What does the law say?
Smoking is banned in cars when children are present. Section 48 of the Tobacco Products Regulation Act 1997 states:
A person must not smoke in a motor vehicle if a child is also present in the motor vehicle. Maximum Penalty $200. Expiation fee $75.
In proceedings for an offence against this section an allegation in the complaint that a child was present in a motor vehicle at a specified time will be accepted as proved in the absence of proof to the contrary.
In this section –
child means a person under 16 years of age
motor vehicle has the same meaning as in the Motor Vehicles Act 1959
What is the definition of a motor vehicle?
A motor vehicle means a vehicle that is built to be propelled by a motor that forms part of the vehicle (Motor Vehicles Act 1959).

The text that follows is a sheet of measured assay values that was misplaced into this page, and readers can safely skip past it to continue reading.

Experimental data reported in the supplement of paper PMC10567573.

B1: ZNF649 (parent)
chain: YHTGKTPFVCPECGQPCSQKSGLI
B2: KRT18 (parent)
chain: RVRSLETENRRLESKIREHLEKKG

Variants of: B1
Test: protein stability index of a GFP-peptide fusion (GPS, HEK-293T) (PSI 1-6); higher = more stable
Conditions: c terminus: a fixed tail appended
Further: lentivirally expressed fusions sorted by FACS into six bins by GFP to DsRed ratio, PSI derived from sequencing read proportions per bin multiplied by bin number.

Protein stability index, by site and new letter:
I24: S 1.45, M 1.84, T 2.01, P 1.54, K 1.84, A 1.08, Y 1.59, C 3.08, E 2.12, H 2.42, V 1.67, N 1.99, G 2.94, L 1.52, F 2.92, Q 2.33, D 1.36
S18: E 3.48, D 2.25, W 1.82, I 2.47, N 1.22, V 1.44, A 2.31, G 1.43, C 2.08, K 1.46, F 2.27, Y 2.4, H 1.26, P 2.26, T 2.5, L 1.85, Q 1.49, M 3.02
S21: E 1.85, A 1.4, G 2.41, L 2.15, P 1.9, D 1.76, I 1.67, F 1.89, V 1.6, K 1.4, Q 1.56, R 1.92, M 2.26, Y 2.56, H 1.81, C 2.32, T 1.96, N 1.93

How dangerous is the passive smoking risk to children?
Exposure to passive smoking, especially in confined areas such as cars, is known to be hazardous to health. Passive smoke contains the same harmful chemicals that smokers are exposed to when they inhale tobacco smoke. Passive smoking can cause a range of serious illnesses including asthma, bronchitis, pneumonia and chest infections, lung cancer and cardiovascular disease.
Children and babies are especially vulnerable. About 8% of new cases of asthma in children are attributable to passive smoking and the risk of respiratory infections, middle ear infections and sudden infant death syndrome increases with exposure to passive smoking.
Does the law apply only when someone is smoking in a moving vehicle?
The intention is to prevent children’s exposure to passive smoking and this can occur whether the vehicle is moving or stationary.
Does this law only apply to the driver?
Any person in the vehicle who is smoking while a child is in the vehicle will be committing an offence.
How will this law be enforced?
Police Officers and Tobacco Control Officers have the authority to enforce this law.
For more information...
Please contact the Tobacco Control Unit, Drug & Alcohol Services SA on ph. 8274 3451.
If you want to know more about quitting smoking, please call the Quitline on 137 848 or visit the Quit SA website www.quitsa.org.au.